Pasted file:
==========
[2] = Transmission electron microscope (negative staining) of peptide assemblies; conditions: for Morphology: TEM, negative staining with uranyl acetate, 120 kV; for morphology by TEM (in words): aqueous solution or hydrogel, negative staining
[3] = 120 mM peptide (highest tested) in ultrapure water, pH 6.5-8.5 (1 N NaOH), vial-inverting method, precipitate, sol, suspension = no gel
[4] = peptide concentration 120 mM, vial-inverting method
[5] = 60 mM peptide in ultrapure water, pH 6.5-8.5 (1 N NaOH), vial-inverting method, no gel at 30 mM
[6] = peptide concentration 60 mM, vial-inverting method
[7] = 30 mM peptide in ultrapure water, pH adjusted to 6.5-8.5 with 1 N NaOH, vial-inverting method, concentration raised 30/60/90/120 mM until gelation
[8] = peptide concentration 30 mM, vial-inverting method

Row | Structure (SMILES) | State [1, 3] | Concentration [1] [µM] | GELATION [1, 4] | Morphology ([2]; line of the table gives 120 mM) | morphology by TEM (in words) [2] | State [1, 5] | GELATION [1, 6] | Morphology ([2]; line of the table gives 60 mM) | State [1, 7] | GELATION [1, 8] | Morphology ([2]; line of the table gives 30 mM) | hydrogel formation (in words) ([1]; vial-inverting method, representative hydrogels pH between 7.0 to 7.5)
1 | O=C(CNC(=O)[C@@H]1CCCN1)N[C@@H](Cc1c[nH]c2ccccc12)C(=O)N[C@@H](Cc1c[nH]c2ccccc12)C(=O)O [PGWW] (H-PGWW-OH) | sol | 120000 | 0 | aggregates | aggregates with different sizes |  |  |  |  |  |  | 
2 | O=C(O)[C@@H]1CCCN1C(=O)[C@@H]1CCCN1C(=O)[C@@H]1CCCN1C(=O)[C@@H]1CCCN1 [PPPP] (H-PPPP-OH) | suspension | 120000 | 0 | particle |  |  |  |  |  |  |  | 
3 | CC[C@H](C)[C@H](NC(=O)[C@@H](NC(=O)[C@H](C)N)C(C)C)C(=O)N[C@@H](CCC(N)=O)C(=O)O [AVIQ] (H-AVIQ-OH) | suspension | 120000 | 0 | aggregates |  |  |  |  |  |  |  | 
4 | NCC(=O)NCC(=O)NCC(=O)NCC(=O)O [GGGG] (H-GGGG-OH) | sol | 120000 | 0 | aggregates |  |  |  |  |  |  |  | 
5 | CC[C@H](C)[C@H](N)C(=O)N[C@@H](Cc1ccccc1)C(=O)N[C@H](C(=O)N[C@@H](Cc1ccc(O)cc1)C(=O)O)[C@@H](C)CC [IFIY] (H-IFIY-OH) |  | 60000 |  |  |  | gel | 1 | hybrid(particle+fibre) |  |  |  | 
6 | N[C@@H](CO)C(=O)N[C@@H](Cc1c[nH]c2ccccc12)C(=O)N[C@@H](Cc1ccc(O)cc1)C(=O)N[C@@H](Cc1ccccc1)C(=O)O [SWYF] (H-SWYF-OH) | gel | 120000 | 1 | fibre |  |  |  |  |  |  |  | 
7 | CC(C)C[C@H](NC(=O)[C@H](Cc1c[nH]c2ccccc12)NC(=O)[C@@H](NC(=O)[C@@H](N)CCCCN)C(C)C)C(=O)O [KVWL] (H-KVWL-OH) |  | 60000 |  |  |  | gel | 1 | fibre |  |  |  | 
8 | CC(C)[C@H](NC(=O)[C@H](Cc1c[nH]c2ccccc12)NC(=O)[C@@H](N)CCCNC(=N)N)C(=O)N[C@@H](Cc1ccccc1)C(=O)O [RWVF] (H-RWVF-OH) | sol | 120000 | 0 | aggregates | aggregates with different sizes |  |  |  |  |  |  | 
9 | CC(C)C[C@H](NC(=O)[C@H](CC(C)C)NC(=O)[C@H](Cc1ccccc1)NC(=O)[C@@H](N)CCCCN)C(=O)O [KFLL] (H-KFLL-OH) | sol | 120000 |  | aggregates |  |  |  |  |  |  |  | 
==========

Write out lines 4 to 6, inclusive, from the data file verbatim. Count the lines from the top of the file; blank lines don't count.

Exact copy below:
[5] = 60 mM peptide in ultrapure water, pH 6.5-8.5 (1 N NaOH), vial-inverting method, no gel at 30 mM
[6] = peptide concentration 60 mM, vial-inverting method
[7] = 30 mM peptide in ultrapure water, pH adjusted to 6.5-8.5 with 1 N NaOH, vial-inverting method, concentration raised 30/60/90/120 mM until gelation